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Ford Focus Electric gets 140-mile range and new charging tech

Auto Express logo Auto Express 13/02/2017 James Brodie
Ford Focus electric front view © Auto Express Ford Focus electric front view

Ford has quietly issued an update to the electrified version of its popular family hatchback, the Focus Electric, boosting the range European buyers can expect and fitting fast-charge technology. The updates bring the European spec Focus Electric on par with the US market version, with a larger, denser battery pack at the heart of the package. The 23kWh capacity cell has been replaced by a 33.5kWh version, though it’s still mated to a 107kW electric motor – the equivalent of 143bhp.

As such, performance remains the same as before, with 0-62mph dealt with in 11.4 seconds. The jump in quoted range is noticeable though and Ford claims the Focus Electric can do 140 miles on a single charge – up from 100 miles previously. 

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Alongside the denser battery pack, Ford has introduced new charging technology. The Focus Electric uses the industry-standard Combined Charging System (CCS), compatible with roadside and service station fast charging points and can now be topped up to 80 per cent in 30 minutes.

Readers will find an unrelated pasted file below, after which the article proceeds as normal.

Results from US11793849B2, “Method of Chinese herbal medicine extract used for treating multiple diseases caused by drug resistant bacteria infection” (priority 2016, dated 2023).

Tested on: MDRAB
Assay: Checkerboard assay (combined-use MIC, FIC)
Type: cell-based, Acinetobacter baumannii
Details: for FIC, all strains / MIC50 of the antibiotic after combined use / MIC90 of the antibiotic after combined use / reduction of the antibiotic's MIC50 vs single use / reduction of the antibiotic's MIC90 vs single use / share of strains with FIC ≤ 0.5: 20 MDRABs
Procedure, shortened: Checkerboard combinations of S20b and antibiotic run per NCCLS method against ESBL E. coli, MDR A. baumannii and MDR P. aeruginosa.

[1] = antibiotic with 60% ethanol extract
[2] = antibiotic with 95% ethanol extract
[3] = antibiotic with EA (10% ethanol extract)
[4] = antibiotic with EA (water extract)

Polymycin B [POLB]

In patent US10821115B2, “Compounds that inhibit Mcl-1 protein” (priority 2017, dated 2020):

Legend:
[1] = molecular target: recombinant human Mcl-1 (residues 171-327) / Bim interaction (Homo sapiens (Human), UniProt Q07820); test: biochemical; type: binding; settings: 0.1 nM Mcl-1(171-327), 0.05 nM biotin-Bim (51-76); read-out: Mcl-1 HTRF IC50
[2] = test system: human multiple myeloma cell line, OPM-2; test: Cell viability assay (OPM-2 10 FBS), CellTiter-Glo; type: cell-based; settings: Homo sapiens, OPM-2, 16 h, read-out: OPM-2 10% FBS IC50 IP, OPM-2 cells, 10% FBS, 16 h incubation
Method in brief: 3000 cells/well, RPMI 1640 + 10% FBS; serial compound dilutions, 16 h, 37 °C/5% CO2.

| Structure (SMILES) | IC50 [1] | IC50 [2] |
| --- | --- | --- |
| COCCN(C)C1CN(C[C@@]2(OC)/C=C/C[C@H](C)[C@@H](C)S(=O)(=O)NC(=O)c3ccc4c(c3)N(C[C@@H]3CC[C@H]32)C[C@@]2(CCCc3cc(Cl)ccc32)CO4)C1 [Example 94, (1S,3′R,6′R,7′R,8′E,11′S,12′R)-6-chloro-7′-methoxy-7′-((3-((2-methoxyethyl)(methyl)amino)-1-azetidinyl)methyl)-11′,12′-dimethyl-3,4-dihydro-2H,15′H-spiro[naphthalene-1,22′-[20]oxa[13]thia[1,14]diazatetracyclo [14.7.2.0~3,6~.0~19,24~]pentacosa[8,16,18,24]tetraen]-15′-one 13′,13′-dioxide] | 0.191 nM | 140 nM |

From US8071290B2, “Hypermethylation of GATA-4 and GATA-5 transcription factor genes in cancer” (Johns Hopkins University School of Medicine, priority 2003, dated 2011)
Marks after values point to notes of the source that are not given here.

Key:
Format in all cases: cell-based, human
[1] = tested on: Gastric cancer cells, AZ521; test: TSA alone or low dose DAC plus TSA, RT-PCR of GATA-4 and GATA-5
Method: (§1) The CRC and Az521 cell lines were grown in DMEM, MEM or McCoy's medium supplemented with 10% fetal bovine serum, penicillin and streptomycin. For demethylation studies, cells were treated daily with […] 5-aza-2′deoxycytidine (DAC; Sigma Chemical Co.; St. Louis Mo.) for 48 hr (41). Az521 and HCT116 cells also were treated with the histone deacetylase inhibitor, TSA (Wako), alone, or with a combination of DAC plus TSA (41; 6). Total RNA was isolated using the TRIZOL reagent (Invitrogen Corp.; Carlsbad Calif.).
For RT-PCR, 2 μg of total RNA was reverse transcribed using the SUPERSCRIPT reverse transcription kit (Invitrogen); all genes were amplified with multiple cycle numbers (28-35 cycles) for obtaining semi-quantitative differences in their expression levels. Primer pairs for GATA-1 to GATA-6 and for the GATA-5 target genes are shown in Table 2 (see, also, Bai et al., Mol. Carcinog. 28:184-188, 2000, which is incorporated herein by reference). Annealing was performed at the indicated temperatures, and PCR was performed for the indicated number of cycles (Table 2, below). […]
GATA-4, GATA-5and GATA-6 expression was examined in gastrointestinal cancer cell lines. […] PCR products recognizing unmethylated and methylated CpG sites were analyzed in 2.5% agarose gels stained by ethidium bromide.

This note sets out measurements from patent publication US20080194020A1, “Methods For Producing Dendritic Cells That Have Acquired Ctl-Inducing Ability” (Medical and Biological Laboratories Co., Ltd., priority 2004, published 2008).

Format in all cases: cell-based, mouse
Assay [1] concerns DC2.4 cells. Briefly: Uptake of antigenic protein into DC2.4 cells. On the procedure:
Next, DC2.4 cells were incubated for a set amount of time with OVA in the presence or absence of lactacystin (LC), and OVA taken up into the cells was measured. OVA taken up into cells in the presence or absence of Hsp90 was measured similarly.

Charging technology and battery packs aside, the Focus Electric gains updates in the cabin too. It’s now fitted with Ford’s SYNC 3 infotainment and connectivity setup with voice commands, plus Android Auto and Apple CarPlay. 

Order books for the updated Focus Electric are open across Europe now. 

Does the extra range and new charging technology make the Focus Electric anymore appealing? Let us know your thoughts in the comments. 

Electric cars: the good, the bad and the ugly: Electric cars are nothing new – the first ones appeared in the mid 1800s.However, it’s only now that the motor industry is finally embracing EVs, and arguably it was the phenomenal success of Tesla that kick-started the switch from a reliance on internal combustion engines.According to a recent report by McKinsey & Co and Bloomberg New Energy Finance, electric cars could account for two-thirds of the vehicles on the roads of 50 major world cities by 2030.As EVs come down in price and battery technology develops (making so-called range anxiety a thing of the past), many would argue that zero emission electric cars are now a no-brainer.From the first Porsche to the BMW Vision Next 100 concept, we’ve been taking a look at some of the most memorable electric-powered cars ever… Electric cars: the good, the bad and the ugly
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